Thousands Dying as Killer Cops Go Free

May 18, 2015 | Revolution Newspaper |


When Carl Dix spoke at a rally in Baltimore on May 2, he started by leading the crowd in a chant that’s been taken up in marches and rallies throughout the country: “Indict, Convict, Send the Killer Cops to Jail. The Whole Damn System Is Guilty as Hell!” Carl went on to say that while the cops who killed Freddie Gray have being indicted, this is not “the system working” and this is “just one step.”

He said, “This is their system showing its fear of you. They saw you stand up. They saw you saying ‘not this time.’ They hear you saying ‘no more.’ So they said, ‘Well, maybe we should indict and maybe they’ll go home and maybe they’ll forget about it.’” He said, “I have seen them a few times indict killer cops. But I haven’t seen them convict too many killer cops. I have not seen killer cops go to jail. You gotta stay on the case like that. You gotta fight through to make this happen.”

So what ARE the facts when it comes to killer cops being indicted, convicted, and going to jail under this system?

A recent Washington Post analysis revealed: “Among the thousands of fatal shootings at the hands of police since 2005, only 54 officers have been charged ... [and] most were cleared or acquitted in the cases that have been resolved.” (“Thousands Dead, Few Prosecuted,” April 11, 2015)

This study was the first time there’s been an effort to identify every officer who faced charges for such shootings since 2005. The Post and researchers at Bowling Green State University looked at a wide range of public records and interviewed law enforcement, judicial, and other legal experts. The Post study concludes, “Only in rare cases do prosecutors and grand juries decide that the killing cannot be justified.”

The Post identifies certain common factors in the cases that led to officers being charged. It says that in an overwhelming majority of the cases the person killed was unarmed. It also says there were “typically other factors that made the case exceptional, including: a victim shot in the back, a video recording of the incident, incriminating testimony from other officers or allegations of a cover-up.” Of the 54 cases, 28 were ones where the victim was shot in the back. In 10 of the 54 cases, prosecutors found that the cops either planted or destroyed evidence in an attempt to exonerate themselves.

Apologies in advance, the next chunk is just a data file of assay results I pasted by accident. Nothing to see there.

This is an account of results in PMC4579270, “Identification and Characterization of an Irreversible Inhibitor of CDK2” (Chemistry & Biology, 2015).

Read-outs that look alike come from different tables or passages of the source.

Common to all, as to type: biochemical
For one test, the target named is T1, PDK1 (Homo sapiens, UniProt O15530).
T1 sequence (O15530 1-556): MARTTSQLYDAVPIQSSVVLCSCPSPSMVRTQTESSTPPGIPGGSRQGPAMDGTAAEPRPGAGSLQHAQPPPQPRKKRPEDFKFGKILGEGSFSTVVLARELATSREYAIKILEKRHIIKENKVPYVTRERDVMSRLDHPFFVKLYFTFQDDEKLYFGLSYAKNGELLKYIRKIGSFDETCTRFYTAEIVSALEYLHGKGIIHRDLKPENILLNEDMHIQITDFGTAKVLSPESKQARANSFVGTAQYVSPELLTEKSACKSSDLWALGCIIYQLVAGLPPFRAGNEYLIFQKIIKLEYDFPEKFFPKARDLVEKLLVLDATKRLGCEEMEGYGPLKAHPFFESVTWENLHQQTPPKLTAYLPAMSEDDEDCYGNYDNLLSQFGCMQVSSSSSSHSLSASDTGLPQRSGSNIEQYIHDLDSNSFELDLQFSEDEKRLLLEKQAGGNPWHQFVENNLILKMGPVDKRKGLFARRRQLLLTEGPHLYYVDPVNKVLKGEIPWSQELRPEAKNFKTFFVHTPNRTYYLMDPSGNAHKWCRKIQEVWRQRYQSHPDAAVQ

But there is one big factor the Post’s analysis leaves out of the equation: cases in which families refused to accept the “explanation” of the police, where there was protest and struggle against the killings, and sometimes determined marches and rallies of hundreds of people.

At least 28 of them—more than half—were cases where there had been protests against the killing. This includes these well known cases: seven-year-old Aiyana Stanley-Jones killed by Detroit police in 2010; 18-year-old Ramarley Graham killed by NYPD in 2012; 23-year-old Sean Bell killed by NYPD in 2006; 22-year-old Oscar Grant killed by BART police in Oakland in 2009; 92-year-old Kathryn Johnston killed by Atlanta police in 2006; 17-year-old James Brissette and 40-year-old Ronald Madison, killed by police on the Danziger Bridge in New Orleans; 30-year-old Malissa Williams and 43-year-old Timothy Russell, killed by Cleveland police after a car chase; 38-year-old James Boyd, a homeless man killed by Albuquerque police for “illegal camping”; 28-year-old Akai Gurley killed by NYPD in 2014; and 50-year-old Walter Scott killed by North Charleston, South Carolina, police in 2015.

In all of these cases, the system had to take into account that fact that the families and friends of the person killed and broader numbers of people were not letting police murder be swept under the rug; that there was struggle and the people were demanding: “Indict, Convict, Send the Killer Cops to Jail!”

But again, these are all RARE cases. Of all the thousands and thousands of instances of police killings in 10 years, ONLY 54 cops have been charged. And even in these rare cases it does not mean that the cops end up being convicted or doing any time behind bars.